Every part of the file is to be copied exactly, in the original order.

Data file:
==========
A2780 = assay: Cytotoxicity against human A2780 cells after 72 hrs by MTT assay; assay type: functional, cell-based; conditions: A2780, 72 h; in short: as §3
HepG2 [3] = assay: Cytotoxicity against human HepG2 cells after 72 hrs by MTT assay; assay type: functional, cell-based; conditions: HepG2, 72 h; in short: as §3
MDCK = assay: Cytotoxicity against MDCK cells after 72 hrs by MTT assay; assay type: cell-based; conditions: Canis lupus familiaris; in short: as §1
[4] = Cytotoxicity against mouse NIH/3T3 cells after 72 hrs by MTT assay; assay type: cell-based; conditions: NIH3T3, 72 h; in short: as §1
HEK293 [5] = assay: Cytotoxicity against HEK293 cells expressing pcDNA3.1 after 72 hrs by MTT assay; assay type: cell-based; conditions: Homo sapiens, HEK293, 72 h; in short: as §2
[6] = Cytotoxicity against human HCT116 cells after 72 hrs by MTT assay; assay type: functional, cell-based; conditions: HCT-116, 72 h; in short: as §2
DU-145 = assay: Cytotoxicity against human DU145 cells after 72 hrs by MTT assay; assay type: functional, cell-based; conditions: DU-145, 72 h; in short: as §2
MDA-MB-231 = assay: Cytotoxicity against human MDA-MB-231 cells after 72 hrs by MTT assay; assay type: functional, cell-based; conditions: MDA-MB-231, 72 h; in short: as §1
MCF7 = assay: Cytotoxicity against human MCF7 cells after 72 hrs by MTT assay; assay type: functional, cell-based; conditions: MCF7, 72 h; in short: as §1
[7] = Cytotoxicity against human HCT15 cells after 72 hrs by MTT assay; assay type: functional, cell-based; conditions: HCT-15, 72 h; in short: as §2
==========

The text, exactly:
A2780 = assay: Cytotoxicity against human A2780 cells after 72 hrs by MTT assay; assay type: functional, cell-based; conditions: A2780, 72 h; in short: as §3
HepG2 [3] = assay: Cytotoxicity against human HepG2 cells after 72 hrs by MTT assay; assay type: functional, cell-based; conditions: HepG2, 72 h; in short: as §3
MDCK = assay: Cytotoxicity against MDCK cells after 72 hrs by MTT assay; assay type: cell-based; conditions: Canis lupus familiaris; in short: as §1
[4] = Cytotoxicity against mouse NIH/3T3 cells after 72 hrs by MTT assay; assay type: cell-based; conditions: NIH3T3, 72 h; in short: as §1
HEK293 [5] = assay: Cytotoxicity against HEK293 cells expressing pcDNA3.1 after 72 hrs by MTT assay; assay type: cell-based; conditions: Homo sapiens, HEK293, 72 h; in short: as §2
[6] = Cytotoxicity against human HCT116 cells after 72 hrs by MTT assay; assay type: functional, cell-based; conditions: HCT-116, 72 h; in short: as §2
DU-145 = assay: Cytotoxicity against human DU145 cells after 72 hrs by MTT assay; assay type: functional, cell-based; conditions: DU-145, 72 h; in short: as §2
MDA-MB-231 = assay: Cytotoxicity against human MDA-MB-231 cells after 72 hrs by MTT assay; assay type: functional, cell-based; conditions: MDA-MB-231, 72 h; in short: as §1
MCF7 = assay: Cytotoxicity against human MCF7 cells after 72 hrs by MTT assay; assay type: functional, cell-based; conditions: MCF7, 72 h; in short: as §1
[7] = Cytotoxicity against human HCT15 cells after 72 hrs by MTT assay; assay type: functional, cell-based; conditions: HCT-15, 72 h; in short: as §2